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Homeless report shows lost ground

When it comes to providing for the homeless, Ottawa is stuck in a time warp, a group working to combat homelessness said.

When it comes to providing for the homeless, Ottawa is stuck in a time warp, a group working to combat homelessness said.

After all the work that city groups are doing, “we’ve lost ground again,” said Alliance to End Homelessness chairman Perry Rowe. “And we haven’t improved in five years.

“We talk about a 10-year plan all the time. But that’s not going to do any good if we don’t do anything about it.”

The Alliance to End Homelessness released its fifth annual report card for ending homelessness in Ottawa for 2008 yesterday — and the results weren’t pretty. The organization gave each of housing, homelessness and length of shelter stay a D grade — one grade lower than last year — and income a C grade.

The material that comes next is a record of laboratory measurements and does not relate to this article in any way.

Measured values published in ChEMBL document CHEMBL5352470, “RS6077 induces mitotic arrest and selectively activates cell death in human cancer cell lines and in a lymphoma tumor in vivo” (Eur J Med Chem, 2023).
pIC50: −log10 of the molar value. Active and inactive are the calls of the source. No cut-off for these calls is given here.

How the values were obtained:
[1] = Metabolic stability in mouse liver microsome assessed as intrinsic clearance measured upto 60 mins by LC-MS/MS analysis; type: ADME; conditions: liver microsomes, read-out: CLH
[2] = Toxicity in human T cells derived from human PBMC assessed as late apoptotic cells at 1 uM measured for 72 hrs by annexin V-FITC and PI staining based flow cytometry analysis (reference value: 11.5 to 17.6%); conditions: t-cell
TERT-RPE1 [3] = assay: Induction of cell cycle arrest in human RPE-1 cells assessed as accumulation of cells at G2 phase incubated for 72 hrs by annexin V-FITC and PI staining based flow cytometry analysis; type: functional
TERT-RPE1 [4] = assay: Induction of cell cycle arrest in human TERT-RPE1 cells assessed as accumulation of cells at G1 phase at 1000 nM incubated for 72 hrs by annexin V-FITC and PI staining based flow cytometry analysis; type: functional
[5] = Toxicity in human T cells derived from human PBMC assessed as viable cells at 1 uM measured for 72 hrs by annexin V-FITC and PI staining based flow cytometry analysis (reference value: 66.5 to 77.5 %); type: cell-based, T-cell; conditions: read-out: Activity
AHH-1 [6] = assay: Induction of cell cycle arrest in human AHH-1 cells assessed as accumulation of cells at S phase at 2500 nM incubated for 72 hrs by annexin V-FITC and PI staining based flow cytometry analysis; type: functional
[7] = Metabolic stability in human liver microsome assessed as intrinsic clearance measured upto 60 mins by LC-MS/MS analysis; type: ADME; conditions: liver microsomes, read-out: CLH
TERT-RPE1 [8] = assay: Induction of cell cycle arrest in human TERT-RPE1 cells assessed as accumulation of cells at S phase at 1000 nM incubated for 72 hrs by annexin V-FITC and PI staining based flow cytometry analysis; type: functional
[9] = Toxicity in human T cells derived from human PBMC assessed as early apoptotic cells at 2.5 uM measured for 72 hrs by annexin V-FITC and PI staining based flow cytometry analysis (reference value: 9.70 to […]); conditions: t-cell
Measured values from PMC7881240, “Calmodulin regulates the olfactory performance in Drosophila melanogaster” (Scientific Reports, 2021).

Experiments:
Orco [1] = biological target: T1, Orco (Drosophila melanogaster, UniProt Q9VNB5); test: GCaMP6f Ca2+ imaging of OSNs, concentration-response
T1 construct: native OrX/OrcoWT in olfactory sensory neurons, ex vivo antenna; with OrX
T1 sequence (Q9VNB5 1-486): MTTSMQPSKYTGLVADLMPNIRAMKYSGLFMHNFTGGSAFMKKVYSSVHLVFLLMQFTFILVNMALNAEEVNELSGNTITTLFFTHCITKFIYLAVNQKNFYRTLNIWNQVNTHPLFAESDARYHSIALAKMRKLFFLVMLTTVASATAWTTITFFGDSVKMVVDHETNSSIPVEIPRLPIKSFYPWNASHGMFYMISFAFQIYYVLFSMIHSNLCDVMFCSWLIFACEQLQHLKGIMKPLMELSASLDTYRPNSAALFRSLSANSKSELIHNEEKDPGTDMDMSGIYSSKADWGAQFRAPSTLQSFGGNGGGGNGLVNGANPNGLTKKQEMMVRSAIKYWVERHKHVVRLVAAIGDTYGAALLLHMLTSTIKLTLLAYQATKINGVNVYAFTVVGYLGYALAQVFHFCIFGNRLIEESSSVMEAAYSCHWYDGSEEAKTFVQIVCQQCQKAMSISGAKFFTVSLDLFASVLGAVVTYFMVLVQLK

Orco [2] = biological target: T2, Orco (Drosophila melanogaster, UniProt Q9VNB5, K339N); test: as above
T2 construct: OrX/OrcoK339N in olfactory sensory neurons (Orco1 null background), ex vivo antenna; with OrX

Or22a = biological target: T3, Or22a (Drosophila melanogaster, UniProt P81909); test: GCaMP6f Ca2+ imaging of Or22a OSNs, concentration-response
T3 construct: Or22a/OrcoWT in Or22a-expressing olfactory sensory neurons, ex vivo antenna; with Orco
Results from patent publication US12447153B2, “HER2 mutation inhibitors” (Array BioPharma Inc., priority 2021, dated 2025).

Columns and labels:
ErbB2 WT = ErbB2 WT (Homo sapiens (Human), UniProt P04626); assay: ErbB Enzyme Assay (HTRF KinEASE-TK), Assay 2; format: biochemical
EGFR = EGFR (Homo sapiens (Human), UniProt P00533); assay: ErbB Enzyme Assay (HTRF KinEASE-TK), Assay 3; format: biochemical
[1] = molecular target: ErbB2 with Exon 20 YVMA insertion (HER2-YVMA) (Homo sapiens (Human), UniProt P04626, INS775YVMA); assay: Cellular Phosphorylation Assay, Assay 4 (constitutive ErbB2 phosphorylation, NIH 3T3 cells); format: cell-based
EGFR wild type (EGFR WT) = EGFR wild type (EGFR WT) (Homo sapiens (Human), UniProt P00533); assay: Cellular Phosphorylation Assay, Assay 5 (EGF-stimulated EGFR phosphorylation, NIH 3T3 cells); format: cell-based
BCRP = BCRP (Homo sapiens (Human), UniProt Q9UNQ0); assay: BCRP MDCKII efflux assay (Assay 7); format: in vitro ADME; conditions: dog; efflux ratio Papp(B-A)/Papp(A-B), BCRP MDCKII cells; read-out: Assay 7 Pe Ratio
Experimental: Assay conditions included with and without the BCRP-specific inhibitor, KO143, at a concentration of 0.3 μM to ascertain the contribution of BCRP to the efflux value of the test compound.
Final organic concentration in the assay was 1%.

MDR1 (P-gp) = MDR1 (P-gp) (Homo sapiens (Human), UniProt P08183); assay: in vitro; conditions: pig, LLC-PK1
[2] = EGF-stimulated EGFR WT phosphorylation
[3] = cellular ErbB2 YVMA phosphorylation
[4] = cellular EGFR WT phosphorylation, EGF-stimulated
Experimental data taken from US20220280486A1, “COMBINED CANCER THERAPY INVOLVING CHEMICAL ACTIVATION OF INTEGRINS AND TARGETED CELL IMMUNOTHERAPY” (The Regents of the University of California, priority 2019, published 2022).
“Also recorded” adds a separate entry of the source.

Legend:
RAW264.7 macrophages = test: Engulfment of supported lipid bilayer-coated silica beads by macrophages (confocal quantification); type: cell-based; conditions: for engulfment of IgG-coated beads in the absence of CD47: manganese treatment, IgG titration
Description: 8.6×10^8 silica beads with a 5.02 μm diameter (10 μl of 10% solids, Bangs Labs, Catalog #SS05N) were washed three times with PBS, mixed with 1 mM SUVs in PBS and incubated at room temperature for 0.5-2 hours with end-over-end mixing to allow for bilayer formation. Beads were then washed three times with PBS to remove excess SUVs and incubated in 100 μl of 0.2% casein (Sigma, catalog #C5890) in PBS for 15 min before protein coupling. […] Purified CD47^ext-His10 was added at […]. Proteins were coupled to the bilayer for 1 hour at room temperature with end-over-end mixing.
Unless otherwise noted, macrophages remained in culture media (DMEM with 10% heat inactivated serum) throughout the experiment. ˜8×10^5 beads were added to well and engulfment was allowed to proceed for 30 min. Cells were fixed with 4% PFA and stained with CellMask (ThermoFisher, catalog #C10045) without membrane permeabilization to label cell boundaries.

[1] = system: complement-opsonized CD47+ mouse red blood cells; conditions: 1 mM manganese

Because of a lack of beds, more than 100 people are sleeping on shelter floors every night, Rowe said.

But “we can’t afford to expand the shelter system any more,” Rowe said. “We need to do something about affordable housing.”

Because city vacancy rates are down to 1.4 per cent, “there is little or no movement of affordable housing in the city,” Rowe said.

Even if something is done, the situation will likely get worse before it gets better, Rowe said. “We haven’t seen the ripple from the economic crisis yet — and likely won’t until mid-year.”

Formerly homeless, Ottawa resident John Jorgensen said the numbers presented yesterday worried him.

“We see here housing is more of a privilege than a right and that’s definitely wrong,” Jorgensen said.

“There is a lump in my stomach when I look at what the story is,” Rowe said. “In a city like this, in a country like this, this is no longer acceptable. We as a society need to be ashamed. It’s time to do something about it.”

Shelters
• In 2008, shelter beds were used 386,506 times, up from 341,212 in 2007.

• The average length of stay in shelters also went up from 46 days in 2007 to 51 in 2008.

 
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